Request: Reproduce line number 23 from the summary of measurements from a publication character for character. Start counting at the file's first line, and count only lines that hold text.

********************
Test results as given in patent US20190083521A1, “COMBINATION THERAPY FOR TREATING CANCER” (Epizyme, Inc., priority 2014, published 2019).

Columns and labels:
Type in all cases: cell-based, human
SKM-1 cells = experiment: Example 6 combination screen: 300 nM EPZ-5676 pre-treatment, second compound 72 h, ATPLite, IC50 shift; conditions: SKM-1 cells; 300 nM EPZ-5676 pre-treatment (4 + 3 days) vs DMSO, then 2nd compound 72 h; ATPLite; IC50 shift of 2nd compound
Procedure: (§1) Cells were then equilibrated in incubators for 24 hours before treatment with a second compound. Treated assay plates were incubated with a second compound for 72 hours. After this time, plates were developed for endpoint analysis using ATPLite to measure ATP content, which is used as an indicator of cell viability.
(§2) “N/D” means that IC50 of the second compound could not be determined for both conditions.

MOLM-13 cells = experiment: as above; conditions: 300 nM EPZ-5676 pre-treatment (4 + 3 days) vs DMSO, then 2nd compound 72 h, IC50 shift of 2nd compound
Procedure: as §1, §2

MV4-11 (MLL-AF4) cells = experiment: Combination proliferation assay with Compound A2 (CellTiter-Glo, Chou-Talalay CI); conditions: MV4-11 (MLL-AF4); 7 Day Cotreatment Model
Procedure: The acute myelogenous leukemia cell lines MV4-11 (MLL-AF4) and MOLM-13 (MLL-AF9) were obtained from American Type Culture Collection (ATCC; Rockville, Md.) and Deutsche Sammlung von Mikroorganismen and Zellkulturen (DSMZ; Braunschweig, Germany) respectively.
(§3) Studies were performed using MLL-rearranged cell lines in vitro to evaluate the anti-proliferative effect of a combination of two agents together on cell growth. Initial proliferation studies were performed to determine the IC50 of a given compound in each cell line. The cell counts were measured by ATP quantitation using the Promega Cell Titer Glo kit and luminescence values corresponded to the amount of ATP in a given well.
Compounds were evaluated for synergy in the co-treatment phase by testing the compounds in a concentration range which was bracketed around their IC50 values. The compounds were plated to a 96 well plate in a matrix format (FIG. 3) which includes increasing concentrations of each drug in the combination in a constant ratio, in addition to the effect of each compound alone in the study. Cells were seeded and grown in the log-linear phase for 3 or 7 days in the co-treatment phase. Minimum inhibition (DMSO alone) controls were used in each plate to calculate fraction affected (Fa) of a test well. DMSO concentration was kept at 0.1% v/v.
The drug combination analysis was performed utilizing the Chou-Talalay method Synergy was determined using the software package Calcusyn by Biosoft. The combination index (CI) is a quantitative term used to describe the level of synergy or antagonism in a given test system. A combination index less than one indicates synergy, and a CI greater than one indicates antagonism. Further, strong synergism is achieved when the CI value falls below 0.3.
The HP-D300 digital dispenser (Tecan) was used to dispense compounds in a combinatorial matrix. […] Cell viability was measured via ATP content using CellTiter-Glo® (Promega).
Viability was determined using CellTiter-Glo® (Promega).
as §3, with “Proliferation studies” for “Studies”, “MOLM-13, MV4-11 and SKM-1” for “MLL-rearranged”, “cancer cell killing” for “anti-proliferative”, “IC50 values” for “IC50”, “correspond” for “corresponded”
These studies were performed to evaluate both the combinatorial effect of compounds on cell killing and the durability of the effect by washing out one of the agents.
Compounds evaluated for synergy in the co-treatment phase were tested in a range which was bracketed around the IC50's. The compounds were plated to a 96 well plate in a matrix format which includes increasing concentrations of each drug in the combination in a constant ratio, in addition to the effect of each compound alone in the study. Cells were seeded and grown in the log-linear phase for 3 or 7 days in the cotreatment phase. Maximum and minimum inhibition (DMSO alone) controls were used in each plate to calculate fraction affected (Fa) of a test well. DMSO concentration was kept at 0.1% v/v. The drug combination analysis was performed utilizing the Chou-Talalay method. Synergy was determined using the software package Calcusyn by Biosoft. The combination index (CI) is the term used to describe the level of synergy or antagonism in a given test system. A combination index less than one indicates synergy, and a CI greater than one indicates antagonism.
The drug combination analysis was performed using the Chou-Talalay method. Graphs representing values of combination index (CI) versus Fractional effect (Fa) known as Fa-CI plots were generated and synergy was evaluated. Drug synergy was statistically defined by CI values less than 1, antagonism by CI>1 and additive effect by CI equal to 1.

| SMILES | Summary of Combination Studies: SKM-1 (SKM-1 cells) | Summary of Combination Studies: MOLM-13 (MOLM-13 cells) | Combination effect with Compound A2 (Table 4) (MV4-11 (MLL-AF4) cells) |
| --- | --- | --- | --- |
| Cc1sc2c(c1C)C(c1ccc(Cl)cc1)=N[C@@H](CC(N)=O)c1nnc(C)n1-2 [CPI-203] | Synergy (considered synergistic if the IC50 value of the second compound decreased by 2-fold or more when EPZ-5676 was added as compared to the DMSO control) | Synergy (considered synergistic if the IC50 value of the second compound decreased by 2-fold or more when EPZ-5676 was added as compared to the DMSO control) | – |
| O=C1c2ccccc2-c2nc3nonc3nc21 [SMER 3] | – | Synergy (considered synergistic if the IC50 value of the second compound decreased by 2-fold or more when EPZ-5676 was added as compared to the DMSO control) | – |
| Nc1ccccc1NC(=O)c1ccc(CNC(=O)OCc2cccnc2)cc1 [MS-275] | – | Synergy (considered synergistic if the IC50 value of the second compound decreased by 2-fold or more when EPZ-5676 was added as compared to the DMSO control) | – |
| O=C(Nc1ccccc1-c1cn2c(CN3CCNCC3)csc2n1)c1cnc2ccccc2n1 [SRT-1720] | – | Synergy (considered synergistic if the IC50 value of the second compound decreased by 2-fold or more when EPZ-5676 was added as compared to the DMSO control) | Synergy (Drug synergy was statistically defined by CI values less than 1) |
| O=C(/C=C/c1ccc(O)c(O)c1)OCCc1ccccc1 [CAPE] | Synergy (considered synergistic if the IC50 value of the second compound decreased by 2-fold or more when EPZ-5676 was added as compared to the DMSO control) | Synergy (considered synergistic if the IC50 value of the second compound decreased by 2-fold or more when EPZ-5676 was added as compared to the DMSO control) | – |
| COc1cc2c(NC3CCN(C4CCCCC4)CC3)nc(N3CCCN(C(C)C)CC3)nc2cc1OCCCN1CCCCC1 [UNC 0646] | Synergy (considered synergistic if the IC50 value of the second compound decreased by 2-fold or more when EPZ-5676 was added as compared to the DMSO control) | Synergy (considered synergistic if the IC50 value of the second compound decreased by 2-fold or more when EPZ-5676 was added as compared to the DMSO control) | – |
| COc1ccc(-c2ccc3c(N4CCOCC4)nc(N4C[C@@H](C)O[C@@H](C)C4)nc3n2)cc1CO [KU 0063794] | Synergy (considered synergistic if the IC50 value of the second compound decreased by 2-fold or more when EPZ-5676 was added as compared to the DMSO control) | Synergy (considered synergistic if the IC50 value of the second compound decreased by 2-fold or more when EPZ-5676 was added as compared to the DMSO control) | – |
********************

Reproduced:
| O=C1c2ccccc2-c2nc3nonc3nc21 [SMER 3] | – | Synergy (considered synergistic if the IC50 value of the second compound decreased by 2-fold or more when EPZ-5676 was added as compared to the DMSO control) | – |